Taking part in the "Framing the Issues" panel at the recent conference on money bail are (from left) Tara Huffman, Tiffany Harvey, Paul DeWolfe, Shannan Wise and Zina Makar.
Check out the 'Money Bail and Its Role in Mass Incarceration' conference site and the related Resources page.
The Pretrial Justice Clinic engages students in challenging one of the major sources of mass incarceration in Maryland – the unjust pretrial detention of poor people accused of crimes in Baltimore City. Students in the clinic will represent indigent criminal defendants in their efforts to challenge unfair and improper bail determinations. In collaboration with the Office of the Public Defender and under the supervision of a faculty member, students will screen cases for intake, represent clients in bail review hearings, file habeas corpus petitions and undertake appellate litigation. Students are responsible for all aspects of representing clients within the scope of challenging bail, including reviewing transcripts for intake, interviewing clients and family, conducting fact investigation, drafting litigation documents and conducting hearings. Students will also collect and analyze data to inform the development of new litigation and legislative strategies to support systemic efforts at law reform addressing mass incarceration.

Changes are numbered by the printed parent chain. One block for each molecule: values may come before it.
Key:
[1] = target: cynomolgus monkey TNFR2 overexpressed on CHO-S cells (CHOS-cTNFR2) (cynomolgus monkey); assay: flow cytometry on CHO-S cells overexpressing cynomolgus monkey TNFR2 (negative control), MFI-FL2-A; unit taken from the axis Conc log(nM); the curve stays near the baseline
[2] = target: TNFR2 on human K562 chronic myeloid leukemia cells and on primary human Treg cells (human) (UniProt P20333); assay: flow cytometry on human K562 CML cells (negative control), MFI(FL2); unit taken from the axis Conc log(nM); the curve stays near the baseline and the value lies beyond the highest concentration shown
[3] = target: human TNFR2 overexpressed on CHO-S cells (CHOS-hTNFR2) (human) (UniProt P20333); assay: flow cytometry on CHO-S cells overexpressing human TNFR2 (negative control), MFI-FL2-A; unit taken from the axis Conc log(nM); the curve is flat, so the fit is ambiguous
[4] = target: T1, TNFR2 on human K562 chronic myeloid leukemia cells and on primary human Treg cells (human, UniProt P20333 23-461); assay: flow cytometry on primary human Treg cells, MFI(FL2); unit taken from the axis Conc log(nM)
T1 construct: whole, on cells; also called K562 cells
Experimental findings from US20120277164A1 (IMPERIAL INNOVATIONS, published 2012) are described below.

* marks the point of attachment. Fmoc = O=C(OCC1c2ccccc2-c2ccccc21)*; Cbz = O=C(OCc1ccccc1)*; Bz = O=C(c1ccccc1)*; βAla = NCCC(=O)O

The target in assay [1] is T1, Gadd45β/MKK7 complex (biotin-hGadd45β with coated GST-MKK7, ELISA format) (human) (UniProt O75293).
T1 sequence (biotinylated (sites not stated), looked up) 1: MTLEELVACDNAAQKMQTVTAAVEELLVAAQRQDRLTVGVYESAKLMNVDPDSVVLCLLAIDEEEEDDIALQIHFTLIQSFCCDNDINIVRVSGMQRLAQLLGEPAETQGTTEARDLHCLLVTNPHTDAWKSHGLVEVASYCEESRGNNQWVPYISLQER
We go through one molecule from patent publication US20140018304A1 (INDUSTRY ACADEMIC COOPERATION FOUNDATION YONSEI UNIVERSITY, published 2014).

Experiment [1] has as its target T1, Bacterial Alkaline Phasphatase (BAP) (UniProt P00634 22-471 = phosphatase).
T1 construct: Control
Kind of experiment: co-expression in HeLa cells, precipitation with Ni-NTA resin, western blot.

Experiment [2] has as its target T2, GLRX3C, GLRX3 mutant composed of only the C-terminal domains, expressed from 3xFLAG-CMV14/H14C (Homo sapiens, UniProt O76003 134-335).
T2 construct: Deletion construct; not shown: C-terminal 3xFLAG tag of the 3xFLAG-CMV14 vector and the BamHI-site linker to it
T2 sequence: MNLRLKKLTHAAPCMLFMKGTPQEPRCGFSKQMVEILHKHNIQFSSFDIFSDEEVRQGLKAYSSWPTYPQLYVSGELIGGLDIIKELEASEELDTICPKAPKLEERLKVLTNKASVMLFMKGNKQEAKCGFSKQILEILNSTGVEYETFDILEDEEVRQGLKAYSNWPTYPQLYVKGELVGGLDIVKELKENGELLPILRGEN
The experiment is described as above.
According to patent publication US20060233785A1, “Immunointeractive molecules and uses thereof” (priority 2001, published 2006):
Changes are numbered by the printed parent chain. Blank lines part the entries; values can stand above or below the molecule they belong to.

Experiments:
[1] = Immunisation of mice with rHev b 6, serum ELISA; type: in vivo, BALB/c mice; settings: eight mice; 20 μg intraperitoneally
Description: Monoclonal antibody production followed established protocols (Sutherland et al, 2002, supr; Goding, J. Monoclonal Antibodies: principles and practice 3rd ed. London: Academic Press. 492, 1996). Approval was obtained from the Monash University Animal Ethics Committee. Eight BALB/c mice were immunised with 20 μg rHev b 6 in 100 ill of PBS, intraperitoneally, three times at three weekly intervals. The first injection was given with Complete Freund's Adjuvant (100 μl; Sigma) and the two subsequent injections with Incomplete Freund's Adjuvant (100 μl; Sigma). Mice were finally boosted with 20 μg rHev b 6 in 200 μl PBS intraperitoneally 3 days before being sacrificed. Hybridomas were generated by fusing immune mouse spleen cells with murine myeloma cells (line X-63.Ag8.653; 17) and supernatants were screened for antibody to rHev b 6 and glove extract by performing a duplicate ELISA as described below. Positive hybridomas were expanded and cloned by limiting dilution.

Policies and Procedures:
The Pretrial Justice Clinic is a 6-credit clinic (4 clinical credits and 2 seminar credits). Students will meet once a week as a group with faculty supervisors and additionally as needed depending on case work.
The Pretrial Justice Clinic selects all of its students under the lottery system. Applications are due at specific dates the semester prior and follow set procedures.
Pretrial Justice Clinic Resources
The PTJC keeps a public resources page with a list of useful links to materials regarding pretrial justice and mass incarceration.